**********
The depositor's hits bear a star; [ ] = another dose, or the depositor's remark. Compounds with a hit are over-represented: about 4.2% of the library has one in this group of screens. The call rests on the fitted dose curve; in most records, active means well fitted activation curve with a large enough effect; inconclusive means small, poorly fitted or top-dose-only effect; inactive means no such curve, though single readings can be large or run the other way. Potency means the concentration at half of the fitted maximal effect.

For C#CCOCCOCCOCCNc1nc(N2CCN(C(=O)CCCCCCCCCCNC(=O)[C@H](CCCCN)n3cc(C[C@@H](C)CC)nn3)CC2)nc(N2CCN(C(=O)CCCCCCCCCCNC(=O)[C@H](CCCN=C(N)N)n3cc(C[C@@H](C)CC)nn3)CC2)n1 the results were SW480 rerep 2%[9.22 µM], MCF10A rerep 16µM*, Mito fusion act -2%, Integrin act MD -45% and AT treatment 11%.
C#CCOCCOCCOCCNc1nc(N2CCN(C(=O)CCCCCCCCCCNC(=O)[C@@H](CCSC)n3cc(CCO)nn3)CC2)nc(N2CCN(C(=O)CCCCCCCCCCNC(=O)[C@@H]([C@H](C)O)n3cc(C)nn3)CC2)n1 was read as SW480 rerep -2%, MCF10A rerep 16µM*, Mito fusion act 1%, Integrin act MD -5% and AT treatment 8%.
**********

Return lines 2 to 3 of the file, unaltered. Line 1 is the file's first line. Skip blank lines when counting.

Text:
For C#CCOCCOCCOCCNc1nc(N2CCN(C(=O)CCCCCCCCCCNC(=O)[C@H](CCCCN)n3cc(C[C@@H](C)CC)nn3)CC2)nc(N2CCN(C(=O)CCCCCCCCCCNC(=O)[C@H](CCCN=C(N)N)n3cc(C[C@@H](C)CC)nn3)CC2)n1 the results were SW480 rerep 2%[9.22 µM], MCF10A rerep 16µM*, Mito fusion act -2%, Integrin act MD -45% and AT treatment 11%.
C#CCOCCOCCOCCNc1nc(N2CCN(C(=O)CCCCCCCCCCNC(=O)[C@@H](CCSC)n3cc(CCO)nn3)CC2)nc(N2CCN(C(=O)CCCCCCCCCCNC(=O)[C@@H]([C@H](C)O)n3cc(C)nn3)CC2)n1 was read as SW480 rerep -2%, MCF10A rerep 16µM*, Mito fusion act 1%, Integrin act MD -5% and AT treatment 8%.